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Vole-proof Beds

Posted by cornucopia 7, Tidewater VA (My Page) on
Tue, Mar 18, 08 at 16:00

Last year voles ate all my potatoes. I had some luck trapping them, but not enough to save the crop. Before I plant tasty treats for them again I want to construct beds that will keep them out-- a tall order, I know. I'm thinking of putting up cinder block walls and either hardware cloth or gravel on the bottom before filling with soil. Does anyone have experience with an arrangement like this? Would the cinder blocks (or retaining wall blocks, or anything of the sort) or hardware cloth pose any sort of chemical problems in the soil? Would they be effective?


Follow-Up Postings:

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RE: Vole-proof Beds

I lined the bottoms of my raised beds with wire and they have worked fabulously for 2 years now--- no issues at all, though I can't really comment on the chemical issues.


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RE: Vole-proof Beds

I would think voles could eat through hardware cloth. I don't know if gravel would be helpful. Perhaps if it was large stone gravel. I have read of lining beds with chicken wire along the bottom, and up the sides to prevent tunneling varmints. You'd want to place the wire lower than the plants will develop their roots. That will be a lot of work!

Lorna


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RE: Vole-proof Beds

  • Posted by elke 6b (My Page) on
    Wed, Mar 19, 08 at 16:53

cornucopia -
i think the hardware cloth would work just fine. in order to keep roses in my garden, i have to dig a 2x2-foot hole and line it with "baskets" of hardware cloth -- a lot of work. only those so protected have survived. the unprotected ones have their root systems reduced to something the size of your thumb -- with gnaw marks!
voles are a major pest, and they don't even hibernate to give us a break.

lorna, i think maybe you're not familiar with hardware cloth. it's a tightly woven mesh of galvanized wire -- i use the 1/2inch mesh. waaayyy more effective and long-lasting than chickenwire. last fall i removed the chicken wire lining my garden fence and replaced it with hardware cloth -- with 10 inches of it buried underground. this is war!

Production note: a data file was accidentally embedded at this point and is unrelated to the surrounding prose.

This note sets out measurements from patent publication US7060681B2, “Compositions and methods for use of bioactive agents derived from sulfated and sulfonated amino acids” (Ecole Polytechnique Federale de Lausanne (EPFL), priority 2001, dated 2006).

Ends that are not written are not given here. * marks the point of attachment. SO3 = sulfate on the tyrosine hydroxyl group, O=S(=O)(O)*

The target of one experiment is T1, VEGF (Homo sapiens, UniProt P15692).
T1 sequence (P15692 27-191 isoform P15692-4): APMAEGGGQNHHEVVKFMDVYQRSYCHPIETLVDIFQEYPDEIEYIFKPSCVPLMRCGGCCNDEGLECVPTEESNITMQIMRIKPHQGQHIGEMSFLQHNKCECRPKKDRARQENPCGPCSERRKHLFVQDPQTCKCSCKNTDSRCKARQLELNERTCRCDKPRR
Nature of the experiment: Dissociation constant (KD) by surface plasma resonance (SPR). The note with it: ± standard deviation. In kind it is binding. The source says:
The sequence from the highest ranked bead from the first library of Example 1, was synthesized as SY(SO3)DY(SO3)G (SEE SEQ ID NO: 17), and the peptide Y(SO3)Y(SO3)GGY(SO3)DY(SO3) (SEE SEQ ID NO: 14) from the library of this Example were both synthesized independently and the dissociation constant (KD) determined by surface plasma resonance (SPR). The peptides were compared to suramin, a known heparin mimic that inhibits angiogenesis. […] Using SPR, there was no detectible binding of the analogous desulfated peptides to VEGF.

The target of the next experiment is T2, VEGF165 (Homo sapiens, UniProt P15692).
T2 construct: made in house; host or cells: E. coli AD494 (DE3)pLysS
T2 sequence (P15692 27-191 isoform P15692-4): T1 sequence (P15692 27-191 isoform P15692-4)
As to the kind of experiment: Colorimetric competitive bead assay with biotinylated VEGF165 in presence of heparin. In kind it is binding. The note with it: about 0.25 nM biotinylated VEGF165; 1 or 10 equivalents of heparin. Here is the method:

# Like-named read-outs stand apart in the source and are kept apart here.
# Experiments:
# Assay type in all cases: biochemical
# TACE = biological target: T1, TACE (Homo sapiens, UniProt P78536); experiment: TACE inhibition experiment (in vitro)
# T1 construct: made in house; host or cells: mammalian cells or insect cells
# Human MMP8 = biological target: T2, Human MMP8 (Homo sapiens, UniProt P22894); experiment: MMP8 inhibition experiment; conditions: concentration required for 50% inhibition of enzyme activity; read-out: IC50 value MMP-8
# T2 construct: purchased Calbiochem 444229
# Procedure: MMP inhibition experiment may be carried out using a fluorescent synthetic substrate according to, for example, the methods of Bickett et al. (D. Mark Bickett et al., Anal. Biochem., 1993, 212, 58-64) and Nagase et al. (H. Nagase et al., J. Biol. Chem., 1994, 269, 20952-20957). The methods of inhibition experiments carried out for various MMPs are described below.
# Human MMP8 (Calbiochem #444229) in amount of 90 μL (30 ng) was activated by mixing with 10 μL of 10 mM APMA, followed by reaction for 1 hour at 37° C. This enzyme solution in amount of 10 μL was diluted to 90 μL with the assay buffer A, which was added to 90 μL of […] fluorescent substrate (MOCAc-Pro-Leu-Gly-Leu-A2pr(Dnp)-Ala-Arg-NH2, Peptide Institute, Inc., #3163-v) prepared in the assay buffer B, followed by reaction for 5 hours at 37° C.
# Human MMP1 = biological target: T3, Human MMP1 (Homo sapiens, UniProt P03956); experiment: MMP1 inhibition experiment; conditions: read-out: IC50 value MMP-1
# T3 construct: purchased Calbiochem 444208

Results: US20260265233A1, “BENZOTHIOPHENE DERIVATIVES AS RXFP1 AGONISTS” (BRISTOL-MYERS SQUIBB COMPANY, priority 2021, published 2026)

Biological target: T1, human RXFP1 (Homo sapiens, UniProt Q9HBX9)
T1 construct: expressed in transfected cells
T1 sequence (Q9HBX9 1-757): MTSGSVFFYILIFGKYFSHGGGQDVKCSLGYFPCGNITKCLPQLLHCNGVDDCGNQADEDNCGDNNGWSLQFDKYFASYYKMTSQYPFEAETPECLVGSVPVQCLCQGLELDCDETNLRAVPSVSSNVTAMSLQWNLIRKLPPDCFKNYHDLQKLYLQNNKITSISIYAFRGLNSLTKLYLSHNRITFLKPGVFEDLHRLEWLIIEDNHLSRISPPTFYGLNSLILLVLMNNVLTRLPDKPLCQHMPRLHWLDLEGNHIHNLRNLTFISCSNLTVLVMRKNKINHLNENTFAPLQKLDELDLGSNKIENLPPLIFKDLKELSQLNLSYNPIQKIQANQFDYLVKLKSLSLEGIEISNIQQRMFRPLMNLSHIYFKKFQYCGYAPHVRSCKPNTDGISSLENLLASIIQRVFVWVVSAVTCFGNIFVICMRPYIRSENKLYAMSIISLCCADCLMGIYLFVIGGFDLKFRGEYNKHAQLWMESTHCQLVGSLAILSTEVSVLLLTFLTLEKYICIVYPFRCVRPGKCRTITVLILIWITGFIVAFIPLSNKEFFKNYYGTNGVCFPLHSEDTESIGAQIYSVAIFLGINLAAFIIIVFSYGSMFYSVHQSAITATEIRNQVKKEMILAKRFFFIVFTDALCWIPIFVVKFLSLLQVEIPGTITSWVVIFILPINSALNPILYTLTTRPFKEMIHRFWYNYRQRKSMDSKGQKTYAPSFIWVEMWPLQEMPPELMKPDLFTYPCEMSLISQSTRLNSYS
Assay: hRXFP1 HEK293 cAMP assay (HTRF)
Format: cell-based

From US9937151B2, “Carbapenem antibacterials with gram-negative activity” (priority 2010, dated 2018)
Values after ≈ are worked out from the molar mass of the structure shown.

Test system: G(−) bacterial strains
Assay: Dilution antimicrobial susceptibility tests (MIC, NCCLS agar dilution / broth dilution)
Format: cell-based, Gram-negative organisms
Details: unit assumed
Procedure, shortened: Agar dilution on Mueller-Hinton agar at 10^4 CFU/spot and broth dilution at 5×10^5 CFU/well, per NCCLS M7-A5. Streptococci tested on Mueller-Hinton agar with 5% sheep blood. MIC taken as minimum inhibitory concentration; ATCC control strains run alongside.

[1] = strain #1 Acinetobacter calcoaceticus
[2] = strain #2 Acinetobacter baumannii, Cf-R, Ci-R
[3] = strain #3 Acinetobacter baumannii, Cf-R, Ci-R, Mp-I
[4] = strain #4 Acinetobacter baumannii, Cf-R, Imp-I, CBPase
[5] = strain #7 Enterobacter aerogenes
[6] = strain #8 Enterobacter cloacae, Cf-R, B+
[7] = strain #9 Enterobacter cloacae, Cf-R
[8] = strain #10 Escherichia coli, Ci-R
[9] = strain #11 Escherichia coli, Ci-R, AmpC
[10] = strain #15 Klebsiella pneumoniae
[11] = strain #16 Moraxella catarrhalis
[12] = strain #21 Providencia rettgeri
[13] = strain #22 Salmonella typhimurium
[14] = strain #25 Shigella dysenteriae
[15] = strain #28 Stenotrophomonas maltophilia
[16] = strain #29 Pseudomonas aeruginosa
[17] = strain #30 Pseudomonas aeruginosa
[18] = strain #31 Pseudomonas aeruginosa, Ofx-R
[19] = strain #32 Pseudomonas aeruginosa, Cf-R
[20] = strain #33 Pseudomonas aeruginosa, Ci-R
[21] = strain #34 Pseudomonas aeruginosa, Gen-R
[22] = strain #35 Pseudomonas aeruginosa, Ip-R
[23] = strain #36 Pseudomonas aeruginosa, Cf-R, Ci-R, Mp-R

the other good tool in anti-vole battles is crushed oyster shell. it's very sharp-edged, and critters don't like to dig in it. i lace my tulip planting with it layer cake-style and haven't lost many bulbs over the winter. these beds are, by the way, behind double fencing to keep the rabbits and deer from eating the tops.

right now, i have them under plastic net as well since the deer broke into this garden last year. of 275 tulips planted, i harvested nine flowers. nine! nine!


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RE: Vole-proof Beds

I think I've finally figured out why I've never had any bulbs flower after reading this thread! VOLES! I've seen them in my perennial beds--and my terriers occasionally snack on them when they can find them--but it's obvious those little suckers are busy, because I've tried planting dahlias, ixia and a shade foliage bulb that I can't remember the name of at the moment. NONE of them has ever even broken the ground! I thought I was doing something wrong but now I know the culprit.

I like the tip on crushed oyster shell; I keep it on hand for my chickens, and it sounds a lot easier than embedding hardware cloth.


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RE: Vole-proof Beds